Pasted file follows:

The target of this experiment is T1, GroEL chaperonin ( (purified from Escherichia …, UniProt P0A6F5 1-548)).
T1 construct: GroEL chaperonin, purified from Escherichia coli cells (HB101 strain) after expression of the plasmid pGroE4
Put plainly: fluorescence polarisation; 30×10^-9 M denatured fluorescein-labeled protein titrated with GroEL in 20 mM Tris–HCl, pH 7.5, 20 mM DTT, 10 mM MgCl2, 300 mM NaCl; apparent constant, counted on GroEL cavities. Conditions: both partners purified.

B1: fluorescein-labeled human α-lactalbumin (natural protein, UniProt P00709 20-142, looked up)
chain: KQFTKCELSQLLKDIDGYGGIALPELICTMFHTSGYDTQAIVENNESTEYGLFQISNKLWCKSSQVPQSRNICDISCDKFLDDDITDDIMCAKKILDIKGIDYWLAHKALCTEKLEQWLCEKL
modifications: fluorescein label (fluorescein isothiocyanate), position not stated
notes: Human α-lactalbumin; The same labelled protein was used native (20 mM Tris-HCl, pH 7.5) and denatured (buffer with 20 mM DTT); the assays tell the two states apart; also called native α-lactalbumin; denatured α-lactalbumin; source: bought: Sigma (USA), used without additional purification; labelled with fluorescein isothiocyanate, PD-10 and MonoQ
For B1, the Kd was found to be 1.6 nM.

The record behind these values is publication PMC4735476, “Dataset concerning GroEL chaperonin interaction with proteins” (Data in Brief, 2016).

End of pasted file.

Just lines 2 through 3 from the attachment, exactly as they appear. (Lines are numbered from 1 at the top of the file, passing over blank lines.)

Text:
T1 construct: GroEL chaperonin, purified from Escherichia coli cells (HB101 strain) after expression of the plasmid pGroE4
Put plainly: fluorescence polarisation; 30×10^-9 M denatured fluorescein-labeled protein titrated with GroEL in 20 mM Tris–HCl, pH 7.5, 20 mM DTT, 10 mM MgCl2, 300 mM NaCl; apparent constant, counted on GroEL cavities. Conditions: both partners purified.